Why value land?

"Nature is our home. Good economics demands we manage it better.”
Sir Partha Dasgupta – Dasgupta Review 2021

Land matters

Land resources – soil, water, and biodiversity – provide the foundation for the wealth of our societies and economies” (UNCCD Global Land Outlook 2022).

But this ecological foundation for the wealth of our societies and economies is dramatically at risk.

Up to 40 % of the world’s land area is already degraded, affecting 3.2 billion people (UNCCD 2022). 75 % of the Earth’s land surface has already been significantly altered by humans (IPBES Assessment on Land Degradation and Restoration 2018). Land degradation is strongly interconnected with climate change and biodiversity loss.


The values of land

Land’s economic value is commonly determined by immediate agricultural or forestry market values. This narrow market perspective chronically undervalues land and often incentivizes the maximization of short-term gains. As a result, resources are overused, land degrades and intact ecosystems are lost.

One of the key drivers? Our failure to account for the true values of land. 

Land ecosystems provide a whole range of other, less visible services that are important for societies and economies as well such as water filtration, pollination, erosion control or carbon storage. Measuring and accounting for these "hidden" services is imperative.

The numbers show: The global value of the world’s ecosystem services is up to $145 trillion per year - 1.5 times the global GDP. Losing land on the other hand leads to services being lost worth $10.6 trillion every year (ELD Report The Value of Land 2015).

The values of land is defined as the multitude of the values of the ecosystem services that land-based natural capital – soil, water, and biodiversity – provides.

The ELD Initiative coined the term “the value of land” in 2015 (ELD The Value of Land Report). It is well established today that multiple perspectives and dimensions of “value” need to be recognized. These can be expressed, among others, in biophysical, socio-cultural, socio-economic, or monetary terms (IPBES Values Assessment 2022).

The good news: Restoration and conservation pays off. 

Taking the full suit of ecosystem service values into account often makes a compelling economic case for sustainable land management, conservation and restoration of land resources. Evidence shows that every dollar invested in restoring degraded land results in a return of 7– 30 $ in economic benefits (UNCCD 2022).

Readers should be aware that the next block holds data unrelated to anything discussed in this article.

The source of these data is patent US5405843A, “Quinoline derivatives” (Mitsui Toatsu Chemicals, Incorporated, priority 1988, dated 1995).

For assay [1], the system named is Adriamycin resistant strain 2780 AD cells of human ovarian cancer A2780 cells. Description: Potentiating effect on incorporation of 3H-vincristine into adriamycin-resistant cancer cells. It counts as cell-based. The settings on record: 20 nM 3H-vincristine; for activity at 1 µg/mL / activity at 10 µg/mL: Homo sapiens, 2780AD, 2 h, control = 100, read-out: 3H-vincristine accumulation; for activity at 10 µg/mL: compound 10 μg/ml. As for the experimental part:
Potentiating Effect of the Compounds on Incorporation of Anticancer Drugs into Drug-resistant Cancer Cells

Making the values of land count in decisions

After more than a decade of working for the values of land and ecosystems, there is now the need and the window of opportunity now to go beyond awareness raising and support decision-makers in taking necessary action. 

To drive change, it is not sufficient to solely uncover the values of land and the ecosystem services it provides. We need to make it count in decisions and create an enabling environment with policy reforms, economic instruments, institutional design, and as well as mobilize necessary investments. 

This is where ELD comes in: We work to make the values of land count in decisions. We do this with the aim to inform, promote, and scale land solutions for transformative change.


Transformative change refers to the deep rooted and encompassing change of societies and economies that is needed to ensure development and prosperity within planetary boundaries. No single intervention will bring about transformative change, but a set of leverage points can help create necessary conditions (IPBES 2022).

The ELD Initiative identifies three categories of land solutions that serve as leverage points in the land-water-climate-biodiversity nexus:

  1. Sustainable land management and restoration practices,
  2. Policy instruments and institutional design, and
  3. Financing solutions and strategies.


Assessing the values of land with demand-driven, participatory, integrated and forward-looking assessments is a means to informing the use of these solutions in policy and decision-making and to ultimately drive the transformative change that is needed to preserve our land and its ecosystems.


Economic assessments can be used in several ways to inform and influence decisions:

  • Making an economic case for investing in land and ecosystems (or supporting the stakeholders that maintain them, e.g. a local population in an agreement regarding the payment of ecosystem services);
  • Extended cost-benefit calculations to evaluate options, interventions, policies, etc.
  • Modify economic/growth indicators to adequately account for ecosystem services
  • Identifying opportunities to tap into new markets, income and revenues, e.g. certification schemes and premium prices for products supporting e.g biodiversity conservation
  • Calculation of prices, charges and fees for environmental goods and services
  • Costing and charging environmental damage, penalties, and fines
  • Assessing harmful subsidies and their reform
  • Supporting decisions for investments into sustainable use and restoration of land and ecosystems
  • Ex-post evaluations of interventions, projects, policies, etc. 

Economic assessments can play different roles in the policy cycle:



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